Over the Summer we had some great press pick up from Harpers Bazaar and Wallpaper to Grazia and Stylenest for our new picnic and it was satisfying to see our customers respond so well to the offer even though the weather didn’t exactly play its part. By the end of September we had seen good sales growth and it was a campaign success for us.

The icing on the cake came this weekend with the news that Wallpaper had recognised the design as award winning. As someone who loves design and creativity I am very proud to have the work we all contributed to getting this made given such a prominent accolade. Now all I have to do is think of something to move it on for next year!WinnerBadge_2016

I love Pinterest.

It is such a great way to log ideas, build a briefing note and remember great things you have seen online. And what I like best is that such a visual representation can at one click take you to the website that you originally saw it, keeping track of everything in one funky mood board.


My first foray was when I was trying to find some wallpaper for a cafe I was working on at Silverstone and whilst I didn’t think the examples I picked were very useful to many other people, I still see these images re-pinned all the time. Funny really how quirky orange papers with whisks on or red icons of pots & pans could be desired for anything other than a race track cafe, but there you go! Still, the board I created was sent to my team at Silverstone and my vision was then dutifully executed.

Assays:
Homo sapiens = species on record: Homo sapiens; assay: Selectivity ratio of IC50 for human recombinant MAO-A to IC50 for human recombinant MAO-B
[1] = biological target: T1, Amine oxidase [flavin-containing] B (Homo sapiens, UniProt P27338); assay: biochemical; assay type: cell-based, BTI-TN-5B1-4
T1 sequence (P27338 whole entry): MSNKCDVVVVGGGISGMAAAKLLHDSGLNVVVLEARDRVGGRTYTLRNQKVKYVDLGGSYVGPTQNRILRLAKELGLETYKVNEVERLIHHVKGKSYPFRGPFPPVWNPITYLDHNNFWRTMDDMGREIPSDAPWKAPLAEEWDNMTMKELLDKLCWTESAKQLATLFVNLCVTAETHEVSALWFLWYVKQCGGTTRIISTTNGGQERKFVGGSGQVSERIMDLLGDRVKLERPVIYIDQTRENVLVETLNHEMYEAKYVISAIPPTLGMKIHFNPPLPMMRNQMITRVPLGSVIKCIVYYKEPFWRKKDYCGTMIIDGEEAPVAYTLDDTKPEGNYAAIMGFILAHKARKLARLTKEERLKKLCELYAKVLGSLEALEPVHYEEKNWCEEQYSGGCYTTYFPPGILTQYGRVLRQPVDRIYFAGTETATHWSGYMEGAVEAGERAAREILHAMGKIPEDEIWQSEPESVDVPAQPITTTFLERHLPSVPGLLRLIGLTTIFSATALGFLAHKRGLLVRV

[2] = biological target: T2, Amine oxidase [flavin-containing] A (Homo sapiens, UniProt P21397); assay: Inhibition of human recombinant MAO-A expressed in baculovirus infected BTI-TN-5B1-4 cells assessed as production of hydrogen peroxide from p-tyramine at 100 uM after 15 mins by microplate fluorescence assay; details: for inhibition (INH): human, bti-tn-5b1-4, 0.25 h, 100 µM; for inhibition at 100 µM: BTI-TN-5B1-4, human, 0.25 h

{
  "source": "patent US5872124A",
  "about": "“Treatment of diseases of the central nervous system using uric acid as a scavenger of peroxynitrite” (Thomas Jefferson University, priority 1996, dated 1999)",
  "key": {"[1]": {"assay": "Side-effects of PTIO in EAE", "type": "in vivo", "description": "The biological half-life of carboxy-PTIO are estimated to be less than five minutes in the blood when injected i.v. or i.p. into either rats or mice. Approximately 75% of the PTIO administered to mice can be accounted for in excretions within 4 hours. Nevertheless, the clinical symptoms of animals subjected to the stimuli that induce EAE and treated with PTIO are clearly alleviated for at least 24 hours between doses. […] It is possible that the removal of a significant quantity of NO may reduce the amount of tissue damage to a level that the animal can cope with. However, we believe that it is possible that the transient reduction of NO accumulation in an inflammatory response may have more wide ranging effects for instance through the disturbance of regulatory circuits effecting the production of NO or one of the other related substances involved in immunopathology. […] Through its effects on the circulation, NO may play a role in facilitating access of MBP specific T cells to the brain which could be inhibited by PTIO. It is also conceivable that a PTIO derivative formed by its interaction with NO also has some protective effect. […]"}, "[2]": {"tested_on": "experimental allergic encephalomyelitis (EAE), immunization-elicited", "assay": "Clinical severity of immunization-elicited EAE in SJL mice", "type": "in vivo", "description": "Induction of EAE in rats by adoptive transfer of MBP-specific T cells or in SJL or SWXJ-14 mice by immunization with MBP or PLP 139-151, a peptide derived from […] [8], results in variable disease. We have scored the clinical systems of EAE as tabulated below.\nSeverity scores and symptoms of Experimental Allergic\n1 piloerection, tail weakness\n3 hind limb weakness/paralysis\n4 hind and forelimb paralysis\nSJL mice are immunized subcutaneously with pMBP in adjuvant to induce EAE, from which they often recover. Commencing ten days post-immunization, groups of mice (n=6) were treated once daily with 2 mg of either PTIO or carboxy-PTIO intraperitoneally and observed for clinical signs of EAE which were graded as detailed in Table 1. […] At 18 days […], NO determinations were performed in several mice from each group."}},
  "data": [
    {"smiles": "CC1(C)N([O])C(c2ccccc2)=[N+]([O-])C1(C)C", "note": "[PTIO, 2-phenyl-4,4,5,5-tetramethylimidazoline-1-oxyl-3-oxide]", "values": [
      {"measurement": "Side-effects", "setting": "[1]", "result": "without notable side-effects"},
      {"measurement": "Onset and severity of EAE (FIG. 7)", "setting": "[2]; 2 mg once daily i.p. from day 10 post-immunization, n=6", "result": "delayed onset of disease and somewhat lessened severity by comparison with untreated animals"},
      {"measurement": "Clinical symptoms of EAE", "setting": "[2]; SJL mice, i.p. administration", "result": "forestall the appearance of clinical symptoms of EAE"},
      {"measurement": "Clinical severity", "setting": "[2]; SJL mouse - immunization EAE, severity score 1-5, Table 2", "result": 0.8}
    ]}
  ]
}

An easy table centrepiece

An easy table centrepiece

After that, I created boards to demonstrate other things that I was progressing. One for the Queen’s jubilee so I could keep track of what I had seen for a report I was compiling, and another for an event I was arranging, trying to DIY on a shoestring so contemplating good, cheap, easy to make table centrepieces. The event was rained off in the end, but the board of ideas remains if and when I ever need to resurrect it.


After that, came the design of a new ice cream offer for a stately home and an ongoing project over a couple of years designing my own new house. There is so much online to disseminate when doing that from scratch and just keeping track of what you have seen where would be a nightmare were it not for this technology. Instead, I crafted mood boards for each thing, whether lighting, or fireplaces, gardens or kitchens. And by picking bits from different pictures and piecing it all together I could create something that was never done before. An idea from outside became an internal wall of herbs, a fireplace concept became a feature wall….and so on.